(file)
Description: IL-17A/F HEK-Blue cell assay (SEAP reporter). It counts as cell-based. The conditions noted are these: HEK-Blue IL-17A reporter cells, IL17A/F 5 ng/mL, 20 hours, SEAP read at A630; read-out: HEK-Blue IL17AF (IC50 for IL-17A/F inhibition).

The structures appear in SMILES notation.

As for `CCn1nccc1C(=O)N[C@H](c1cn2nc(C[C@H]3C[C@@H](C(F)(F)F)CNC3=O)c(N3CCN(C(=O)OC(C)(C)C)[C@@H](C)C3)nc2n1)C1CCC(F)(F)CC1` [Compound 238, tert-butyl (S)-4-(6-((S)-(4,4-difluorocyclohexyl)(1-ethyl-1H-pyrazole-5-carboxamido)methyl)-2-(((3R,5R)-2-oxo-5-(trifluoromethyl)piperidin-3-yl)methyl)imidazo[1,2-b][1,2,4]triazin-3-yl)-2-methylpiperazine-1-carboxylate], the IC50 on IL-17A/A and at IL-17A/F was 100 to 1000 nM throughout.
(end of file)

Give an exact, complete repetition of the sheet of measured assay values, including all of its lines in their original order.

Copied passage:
Description: IL-17A/F HEK-Blue cell assay (SEAP reporter). It counts as cell-based. The conditions noted are these: HEK-Blue IL-17A reporter cells, IL17A/F 5 ng/mL, 20 hours, SEAP read at A630; read-out: HEK-Blue IL17AF (IC50 for IL-17A/F inhibition).

The structures appear in SMILES notation.

As for `CCn1nccc1C(=O)N[C@H](c1cn2nc(C[C@H]3C[C@@H](C(F)(F)F)CNC3=O)c(N3CCN(C(=O)OC(C)(C)C)[C@@H](C)C3)nc2n1)C1CCC(F)(F)CC1` [Compound 238, tert-butyl (S)-4-(6-((S)-(4,4-difluorocyclohexyl)(1-ethyl-1H-pyrazole-5-carboxamido)methyl)-2-(((3R,5R)-2-oxo-5-(trifluoromethyl)piperidin-3-yl)methyl)imidazo[1,2-b][1,2,4]triazin-3-yl)-2-methylpiperazine-1-carboxylate], the IC50 on IL-17A/A and at IL-17A/F was 100 to 1000 nM throughout.